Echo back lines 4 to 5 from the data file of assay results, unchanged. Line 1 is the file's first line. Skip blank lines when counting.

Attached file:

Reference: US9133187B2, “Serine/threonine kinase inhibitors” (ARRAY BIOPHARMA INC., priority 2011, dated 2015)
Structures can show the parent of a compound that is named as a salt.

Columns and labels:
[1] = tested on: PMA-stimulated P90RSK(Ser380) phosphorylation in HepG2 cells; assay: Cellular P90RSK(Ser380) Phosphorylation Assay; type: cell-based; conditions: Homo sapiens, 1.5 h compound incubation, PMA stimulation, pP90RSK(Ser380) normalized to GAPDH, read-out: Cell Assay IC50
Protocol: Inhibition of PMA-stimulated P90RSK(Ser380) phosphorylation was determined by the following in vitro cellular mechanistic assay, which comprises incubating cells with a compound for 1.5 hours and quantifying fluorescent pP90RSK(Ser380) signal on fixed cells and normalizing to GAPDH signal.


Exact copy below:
[1] = tested on: PMA-stimulated P90RSK(Ser380) phosphorylation in HepG2 cells; assay: Cellular P90RSK(Ser380) Phosphorylation Assay; type: cell-based; conditions: Homo sapiens, 1.5 h compound incubation, PMA stimulation, pP90RSK(Ser380) normalized to GAPDH, read-out: Cell Assay IC50
Protocol: Inhibition of PMA-stimulated P90RSK(Ser380) phosphorylation was determined by the following in vitro cellular mechanistic assay, which comprises incubating cells with a compound for 1.5 hours and quantifying fluorescent pP90RSK(Ser380) signal on fixed cells and normalizing to GAPDH signal.